Delilah: Treacherous Beauty
Canaan, 1200 BCE. When Delilah’s Philistine stepfather dies, his son Achish sells her mother into slavery and keeps Delilah to abuse and rape. Delilah seizes her first chance to flee, and finds sanctuary with a Hebrew widow who teaches Delilah to weave and to rebuild her life – even when Delilah learns she is pregnant by her rapist, although Delilah cannot love her child. Delilah never stops hoping to find her mother someday, and when she learns her mother’s dead, she realizes what she needs to avenge herself on Achish: Samson, the Hebrew hero. But Delilah doesn’t count on falling in love with Samson, nor on the strength of Achish’s own lust for power over her. When Achish threatens Delilah’s painfully-rebuilt life, in fear and panic she makes a disastrous choice. To save her new family, she betrays Samson to the Philistines, a decision that leads to Samson’s ultimate tragedy – and triumph.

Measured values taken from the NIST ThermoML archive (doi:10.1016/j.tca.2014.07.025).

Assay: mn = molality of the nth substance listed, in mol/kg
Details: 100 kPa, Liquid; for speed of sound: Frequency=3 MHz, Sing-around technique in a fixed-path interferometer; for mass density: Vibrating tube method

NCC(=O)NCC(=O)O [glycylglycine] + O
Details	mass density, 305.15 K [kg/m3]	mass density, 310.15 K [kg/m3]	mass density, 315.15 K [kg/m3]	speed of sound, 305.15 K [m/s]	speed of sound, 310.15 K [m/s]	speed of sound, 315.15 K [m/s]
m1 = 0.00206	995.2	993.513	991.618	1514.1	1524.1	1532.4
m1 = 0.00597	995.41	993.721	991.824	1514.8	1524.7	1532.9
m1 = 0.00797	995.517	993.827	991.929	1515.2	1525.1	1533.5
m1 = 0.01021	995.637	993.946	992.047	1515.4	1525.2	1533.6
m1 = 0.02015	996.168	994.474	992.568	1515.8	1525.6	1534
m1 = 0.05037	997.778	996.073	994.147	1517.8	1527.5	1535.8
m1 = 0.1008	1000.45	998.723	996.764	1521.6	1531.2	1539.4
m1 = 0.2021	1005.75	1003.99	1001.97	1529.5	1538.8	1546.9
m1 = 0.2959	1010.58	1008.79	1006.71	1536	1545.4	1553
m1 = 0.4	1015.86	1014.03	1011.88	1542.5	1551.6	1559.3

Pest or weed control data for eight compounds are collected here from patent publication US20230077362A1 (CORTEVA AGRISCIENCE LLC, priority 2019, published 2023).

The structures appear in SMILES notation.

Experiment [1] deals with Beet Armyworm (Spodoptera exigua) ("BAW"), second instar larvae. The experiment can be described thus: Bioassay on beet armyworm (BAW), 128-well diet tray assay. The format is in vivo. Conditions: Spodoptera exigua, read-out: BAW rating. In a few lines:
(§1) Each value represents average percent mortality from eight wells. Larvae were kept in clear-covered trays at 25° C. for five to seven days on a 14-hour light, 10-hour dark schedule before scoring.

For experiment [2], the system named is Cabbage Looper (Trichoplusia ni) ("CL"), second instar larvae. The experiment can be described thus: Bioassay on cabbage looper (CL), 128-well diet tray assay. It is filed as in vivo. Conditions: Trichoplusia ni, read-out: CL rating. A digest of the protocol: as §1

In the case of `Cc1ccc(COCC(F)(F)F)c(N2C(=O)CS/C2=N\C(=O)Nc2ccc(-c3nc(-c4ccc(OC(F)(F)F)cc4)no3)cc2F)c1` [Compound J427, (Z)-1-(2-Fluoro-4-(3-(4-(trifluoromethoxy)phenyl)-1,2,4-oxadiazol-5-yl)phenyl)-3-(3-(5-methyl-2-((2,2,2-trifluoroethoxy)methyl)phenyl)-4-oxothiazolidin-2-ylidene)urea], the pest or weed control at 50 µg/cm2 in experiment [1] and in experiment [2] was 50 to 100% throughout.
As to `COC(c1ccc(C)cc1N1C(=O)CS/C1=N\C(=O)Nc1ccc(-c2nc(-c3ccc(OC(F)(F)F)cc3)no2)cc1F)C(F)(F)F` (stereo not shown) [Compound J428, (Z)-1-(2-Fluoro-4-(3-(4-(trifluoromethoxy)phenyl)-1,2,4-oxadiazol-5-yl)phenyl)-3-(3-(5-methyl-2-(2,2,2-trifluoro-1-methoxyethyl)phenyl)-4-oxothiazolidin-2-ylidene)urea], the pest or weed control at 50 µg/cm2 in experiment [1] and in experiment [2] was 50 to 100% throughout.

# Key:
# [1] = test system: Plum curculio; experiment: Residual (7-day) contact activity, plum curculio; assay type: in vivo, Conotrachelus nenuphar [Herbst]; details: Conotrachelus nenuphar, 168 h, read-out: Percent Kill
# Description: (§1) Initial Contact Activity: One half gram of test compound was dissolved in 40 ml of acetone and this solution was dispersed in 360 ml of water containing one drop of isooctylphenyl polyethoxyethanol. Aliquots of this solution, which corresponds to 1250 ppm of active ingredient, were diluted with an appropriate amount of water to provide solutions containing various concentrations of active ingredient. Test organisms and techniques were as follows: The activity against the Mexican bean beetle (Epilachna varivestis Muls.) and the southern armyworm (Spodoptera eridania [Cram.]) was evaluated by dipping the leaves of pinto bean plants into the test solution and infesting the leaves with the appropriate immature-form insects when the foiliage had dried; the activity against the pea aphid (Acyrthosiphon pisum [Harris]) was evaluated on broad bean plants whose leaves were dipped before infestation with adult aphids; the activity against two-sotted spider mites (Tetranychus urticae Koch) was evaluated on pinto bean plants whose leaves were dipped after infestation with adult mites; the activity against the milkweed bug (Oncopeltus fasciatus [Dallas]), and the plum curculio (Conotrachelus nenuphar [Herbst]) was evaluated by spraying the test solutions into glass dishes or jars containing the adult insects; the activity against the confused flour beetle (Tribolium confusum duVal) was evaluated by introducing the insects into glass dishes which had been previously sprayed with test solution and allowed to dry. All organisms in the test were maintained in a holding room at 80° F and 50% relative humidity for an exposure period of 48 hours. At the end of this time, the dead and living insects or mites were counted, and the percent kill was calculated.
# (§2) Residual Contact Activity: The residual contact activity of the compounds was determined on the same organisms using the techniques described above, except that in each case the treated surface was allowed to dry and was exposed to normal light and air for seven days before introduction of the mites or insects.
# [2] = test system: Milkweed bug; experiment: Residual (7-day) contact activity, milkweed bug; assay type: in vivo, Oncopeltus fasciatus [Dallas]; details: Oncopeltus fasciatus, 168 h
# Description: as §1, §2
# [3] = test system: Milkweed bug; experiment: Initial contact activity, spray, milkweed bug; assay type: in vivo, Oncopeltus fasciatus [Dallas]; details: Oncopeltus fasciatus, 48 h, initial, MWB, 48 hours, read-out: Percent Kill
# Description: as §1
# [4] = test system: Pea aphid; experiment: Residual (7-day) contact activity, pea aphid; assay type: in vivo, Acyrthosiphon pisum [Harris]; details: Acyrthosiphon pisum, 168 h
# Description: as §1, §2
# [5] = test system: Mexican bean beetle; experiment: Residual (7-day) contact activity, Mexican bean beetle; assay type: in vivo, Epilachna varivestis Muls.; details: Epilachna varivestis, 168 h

While sticking closely to the Biblical account (without spoilers, I’ll just say that nothing in the Bible says that Delilah is a Philistine), this is also a fresh, intriguing retelling of the familiar tale. Both Delilah and Samson are appealing characters, and Delilah’s desperation and the impossibility of any choice she makes being right make her betrayal of the man she loves seem understandable, even inevitable. Enjoyable and poignant. Also recommended are the other books in the Dangerous Beauty series: Esther and Bathsheba.